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Count Basie, above photos, during an interview in Tokyo in 1973. During his tour of Japan, singer Carmen McRae performed with Basie's group.

Count Basie, above photos, during an interview in Tokyo in 1973. During his tour of Japan, singer Carmen McRae performed with Basie's group. (Edward Dixon / ©S&S)

TOKYO — Trying to get hold of a personality like Count Basie for an interview is like trying to place a person-to-person call to Soviet Chairman Brezhnev.

You start off calling the hotel where your call is transferred all along the chain of command of hotel representatives and executives, and all you want to do is talk to Basie's manager or promoter. You explain the situation the sixth time and your call is transferred once again. The phone rings and this time a low, raspy voice answers, "Yeah?" That's not quite the answer you expect from the top hotel in Tokyo.

The "yeah," however, did not come from one of the hotel's staff. The man on the phone then identified himself as Bill Basie.

Figuring William "Count" Basie has better things to do than rap with novice newspaper reporters, I explained that I really was trying to arrange an interview through his manager.

The answer I got was something like this: "Well, an interview is fine, but I don't know what my promoter's got going for me. Hell, man, I'm just a piano player."

That may have been true almost four decades ago for Bill Basie, the kid from Red Bank N.J., but not for Count Basie, a man with a piano and band that has toured the world bringing jazz to people everywhere.

He s shorter than you'd expect and he's heavier than you'd expect and the color of his hair and sideburns makes people wonder just how long he's been around. Asked what he has planned for next Aug. 21st, he replies, "I'm not going to answer that, you want to know how old I am. Well I'm not going to say. All I plan to do is enjoy another year." Basie's birthday is Aug. 21, and he'll be 70. If you talk about possible retirement, he stares at you and says, "Not right now, I'm too busy to retire."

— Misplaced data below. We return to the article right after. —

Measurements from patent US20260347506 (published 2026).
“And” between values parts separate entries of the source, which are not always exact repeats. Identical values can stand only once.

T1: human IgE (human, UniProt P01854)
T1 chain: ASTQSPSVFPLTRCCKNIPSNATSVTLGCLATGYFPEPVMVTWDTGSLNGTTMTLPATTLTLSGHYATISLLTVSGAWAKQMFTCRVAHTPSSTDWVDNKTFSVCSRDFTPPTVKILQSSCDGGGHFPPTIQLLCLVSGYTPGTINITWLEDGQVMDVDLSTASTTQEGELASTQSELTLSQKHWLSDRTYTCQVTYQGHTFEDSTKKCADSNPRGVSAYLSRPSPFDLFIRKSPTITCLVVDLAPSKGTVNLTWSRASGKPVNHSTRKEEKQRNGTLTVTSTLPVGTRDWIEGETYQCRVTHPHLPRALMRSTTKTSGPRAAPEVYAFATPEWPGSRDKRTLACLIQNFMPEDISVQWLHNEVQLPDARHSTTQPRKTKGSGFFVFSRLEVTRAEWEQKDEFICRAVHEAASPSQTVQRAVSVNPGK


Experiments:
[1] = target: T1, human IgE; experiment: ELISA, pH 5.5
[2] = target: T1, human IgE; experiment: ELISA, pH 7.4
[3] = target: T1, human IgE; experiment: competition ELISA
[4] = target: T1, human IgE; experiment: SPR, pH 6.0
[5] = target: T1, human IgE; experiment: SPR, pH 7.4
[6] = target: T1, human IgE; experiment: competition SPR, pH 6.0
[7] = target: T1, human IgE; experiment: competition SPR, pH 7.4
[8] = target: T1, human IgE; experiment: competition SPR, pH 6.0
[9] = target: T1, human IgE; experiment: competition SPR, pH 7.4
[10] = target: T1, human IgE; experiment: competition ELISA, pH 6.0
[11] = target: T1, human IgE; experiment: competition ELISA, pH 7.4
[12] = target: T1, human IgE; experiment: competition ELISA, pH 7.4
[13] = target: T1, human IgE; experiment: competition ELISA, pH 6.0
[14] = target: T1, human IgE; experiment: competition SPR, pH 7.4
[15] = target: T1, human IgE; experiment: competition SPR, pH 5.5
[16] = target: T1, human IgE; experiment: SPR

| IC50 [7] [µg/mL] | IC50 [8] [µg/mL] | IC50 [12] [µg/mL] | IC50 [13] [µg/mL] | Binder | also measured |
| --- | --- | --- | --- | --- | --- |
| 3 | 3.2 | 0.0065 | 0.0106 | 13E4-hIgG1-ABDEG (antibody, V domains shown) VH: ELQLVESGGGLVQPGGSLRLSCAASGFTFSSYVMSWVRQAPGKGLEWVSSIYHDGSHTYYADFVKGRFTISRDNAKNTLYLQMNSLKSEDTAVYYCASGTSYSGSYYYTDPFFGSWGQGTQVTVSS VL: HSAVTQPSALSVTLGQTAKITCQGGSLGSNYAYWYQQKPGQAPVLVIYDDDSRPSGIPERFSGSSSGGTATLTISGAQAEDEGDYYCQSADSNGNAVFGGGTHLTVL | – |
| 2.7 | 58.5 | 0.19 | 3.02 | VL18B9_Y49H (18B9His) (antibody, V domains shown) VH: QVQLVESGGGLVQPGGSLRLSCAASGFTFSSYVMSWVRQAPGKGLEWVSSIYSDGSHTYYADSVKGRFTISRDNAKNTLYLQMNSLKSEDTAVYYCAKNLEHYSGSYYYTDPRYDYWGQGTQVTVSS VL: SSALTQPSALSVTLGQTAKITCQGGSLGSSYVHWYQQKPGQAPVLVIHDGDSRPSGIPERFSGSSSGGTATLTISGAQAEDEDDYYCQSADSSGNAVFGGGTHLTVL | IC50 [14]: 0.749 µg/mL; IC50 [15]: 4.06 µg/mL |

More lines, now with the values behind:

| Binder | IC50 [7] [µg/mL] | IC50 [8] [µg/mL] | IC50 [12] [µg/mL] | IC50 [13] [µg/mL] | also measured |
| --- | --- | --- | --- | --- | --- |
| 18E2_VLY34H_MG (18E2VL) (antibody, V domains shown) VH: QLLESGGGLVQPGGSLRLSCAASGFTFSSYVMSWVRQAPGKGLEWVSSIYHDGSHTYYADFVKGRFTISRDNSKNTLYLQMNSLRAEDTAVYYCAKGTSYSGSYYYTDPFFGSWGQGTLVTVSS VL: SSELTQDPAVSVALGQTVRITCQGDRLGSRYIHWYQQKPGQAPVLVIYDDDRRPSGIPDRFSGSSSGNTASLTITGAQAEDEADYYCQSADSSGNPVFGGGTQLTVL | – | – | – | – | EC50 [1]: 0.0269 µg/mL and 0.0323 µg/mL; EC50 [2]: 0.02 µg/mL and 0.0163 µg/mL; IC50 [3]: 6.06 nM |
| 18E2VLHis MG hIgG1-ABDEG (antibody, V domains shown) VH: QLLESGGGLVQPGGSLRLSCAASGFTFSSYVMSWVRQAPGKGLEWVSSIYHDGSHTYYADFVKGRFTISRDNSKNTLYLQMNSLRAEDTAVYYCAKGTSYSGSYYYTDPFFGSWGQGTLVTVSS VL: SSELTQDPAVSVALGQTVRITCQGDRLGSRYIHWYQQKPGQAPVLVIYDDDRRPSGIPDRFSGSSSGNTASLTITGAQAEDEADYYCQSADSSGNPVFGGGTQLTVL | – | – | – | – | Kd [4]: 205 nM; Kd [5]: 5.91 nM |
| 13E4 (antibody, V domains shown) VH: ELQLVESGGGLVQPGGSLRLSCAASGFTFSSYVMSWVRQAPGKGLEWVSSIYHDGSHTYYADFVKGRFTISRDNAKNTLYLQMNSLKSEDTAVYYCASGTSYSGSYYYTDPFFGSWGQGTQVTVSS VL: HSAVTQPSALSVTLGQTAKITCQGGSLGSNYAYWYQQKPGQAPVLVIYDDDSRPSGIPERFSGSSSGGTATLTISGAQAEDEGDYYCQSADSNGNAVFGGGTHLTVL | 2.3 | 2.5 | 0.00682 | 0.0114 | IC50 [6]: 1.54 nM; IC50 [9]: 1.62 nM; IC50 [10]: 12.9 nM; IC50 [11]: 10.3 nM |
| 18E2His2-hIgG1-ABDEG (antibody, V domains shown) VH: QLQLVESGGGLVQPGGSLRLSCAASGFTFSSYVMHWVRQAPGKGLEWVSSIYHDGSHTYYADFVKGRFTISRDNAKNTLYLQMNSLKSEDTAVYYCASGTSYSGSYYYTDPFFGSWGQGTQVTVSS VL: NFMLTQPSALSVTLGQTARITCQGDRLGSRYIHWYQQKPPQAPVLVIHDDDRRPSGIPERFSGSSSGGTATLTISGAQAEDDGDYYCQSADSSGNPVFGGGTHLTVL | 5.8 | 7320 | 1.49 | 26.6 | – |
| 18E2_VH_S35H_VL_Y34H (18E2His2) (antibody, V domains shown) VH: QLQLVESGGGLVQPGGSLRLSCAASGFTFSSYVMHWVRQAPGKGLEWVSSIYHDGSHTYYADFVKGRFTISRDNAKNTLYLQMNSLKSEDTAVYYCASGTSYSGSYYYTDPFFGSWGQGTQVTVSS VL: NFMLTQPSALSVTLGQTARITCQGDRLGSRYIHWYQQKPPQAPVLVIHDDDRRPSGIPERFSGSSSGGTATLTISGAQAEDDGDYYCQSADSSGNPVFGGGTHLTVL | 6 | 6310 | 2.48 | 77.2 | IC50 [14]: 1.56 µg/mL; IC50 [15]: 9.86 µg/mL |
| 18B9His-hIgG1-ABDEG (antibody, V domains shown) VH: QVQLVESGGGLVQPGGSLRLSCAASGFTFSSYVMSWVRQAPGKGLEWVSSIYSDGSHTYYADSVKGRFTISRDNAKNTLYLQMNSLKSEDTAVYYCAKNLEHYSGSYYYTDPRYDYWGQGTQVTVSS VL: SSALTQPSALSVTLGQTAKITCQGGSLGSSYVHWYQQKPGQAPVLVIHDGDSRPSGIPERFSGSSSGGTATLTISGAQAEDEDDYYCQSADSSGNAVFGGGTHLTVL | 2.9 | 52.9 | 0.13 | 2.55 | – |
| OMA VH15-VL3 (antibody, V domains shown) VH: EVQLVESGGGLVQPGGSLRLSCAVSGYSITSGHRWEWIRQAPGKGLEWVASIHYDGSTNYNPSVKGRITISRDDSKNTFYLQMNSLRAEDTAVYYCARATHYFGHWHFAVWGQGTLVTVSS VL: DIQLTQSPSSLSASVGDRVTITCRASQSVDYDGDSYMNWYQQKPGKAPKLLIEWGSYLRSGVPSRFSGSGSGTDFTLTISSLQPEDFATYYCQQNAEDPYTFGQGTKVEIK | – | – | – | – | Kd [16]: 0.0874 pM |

At a recent press conference at Tokyo's New Otani Hotel, Basie was flanked by Carmen McRae and Eddie "Lockjaw" Davis, the Count's tenor saxophone man and band manager.

One of the high points of the conference was the question of Basie's tight schedule of appearances and transportation. Commenting on the transportation, Basie said it was "beautiful" and he was promptly called a liar by Carmen McRae and got a groan from Lockjaw Davis.

Basie told them both, jokingly, "Shaddup," and Carmen told him if he didn't tell the truth about their bus trip to the Ibaragi Cultural Center in Mito last Saturday, she would.

It took the troupe eight hours to get there and another eight hours to come back over rain-flooded roads and in "those little seats on the bus! And we got some big people."

Carmen, who will be with Basie throughout this tour, has four new songs by her arranger, Tom Garlin, especially written for this trip. At the top is a tune called "There Will Come a Time."

Carmen, one of the few female vocalists who can claim the term jazz singer, was surprised to hear that a few present at the conference remembered her act at the Tokyo Copacabana several years ago. Also two Japanese musicians, a drummer and a bass, were last minute replacements for missing band members then.

According to Carmen, the drummer, Hajime Hishimatsu, was "really fantastic" and she was trying to get him to join her again this time.

"After I inquired about him I was told that I would be able to get the manager of Hajime Hishimatsu, and my arranger is working with him now. I haven't heard yet whether he will join us or not," she said.

Basle and Carmen will present a concert at the New Otani Hotel Nov. 16 and then go to Sapporo for an engagement.

Their performance in Aomori at the Shimin Hall is slated Nov. 18 and on Nov. 21, the group returns to Tokyo for a performance at Shibuya Public Hall.

Nov. 28 at 6:30 p.m. the Osaka Festival Hall, Osaka, hosts the double bill followed Nov. 29 by a show at the Kyoto Kaikan Hall.

Tickets for the double bill are 3,800, 3,300, 2,600, 2,000 and 1,500 yen.

Carmen McRae will also make two solo concerts in Tokyo. Nov. 14 she plays the Shibuya Public Hall, at 7 p.m. followed by a performance at the Yomiuri Hall Nov. 15.

Tickets for her performances are 2,000, 1,600 and 1,200 yen.

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